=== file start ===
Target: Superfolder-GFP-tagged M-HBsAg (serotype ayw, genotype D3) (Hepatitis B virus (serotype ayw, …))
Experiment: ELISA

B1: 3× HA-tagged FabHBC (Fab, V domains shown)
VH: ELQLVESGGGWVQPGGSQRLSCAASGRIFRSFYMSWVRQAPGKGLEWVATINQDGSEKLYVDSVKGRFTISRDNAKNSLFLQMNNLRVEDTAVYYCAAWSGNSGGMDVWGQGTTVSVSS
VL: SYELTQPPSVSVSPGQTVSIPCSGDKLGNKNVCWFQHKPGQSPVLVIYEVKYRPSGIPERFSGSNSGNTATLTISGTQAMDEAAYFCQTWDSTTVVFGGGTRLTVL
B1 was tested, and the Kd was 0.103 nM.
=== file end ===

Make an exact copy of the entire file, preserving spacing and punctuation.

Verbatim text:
Target: Superfolder-GFP-tagged M-HBsAg (serotype ayw, genotype D3) (Hepatitis B virus (serotype ayw, …))
Experiment: ELISA

B1: 3× HA-tagged FabHBC (Fab, V domains shown)
VH: ELQLVESGGGWVQPGGSQRLSCAASGRIFRSFYMSWVRQAPGKGLEWVATINQDGSEKLYVDSVKGRFTISRDNAKNSLFLQMNNLRVEDTAVYYCAAWSGNSGGMDVWGQGTTVSVSS
VL: SYELTQPPSVSVSPGQTVSIPCSGDKLGNKNVCWFQHKPGQSPVLVIYEVKYRPSGIPERFSGSNSGNTATLTISGTQAMDEAAYFCQTWDSTTVVFGGGTRLTVL
B1 was tested, and the Kd was 0.103 nM.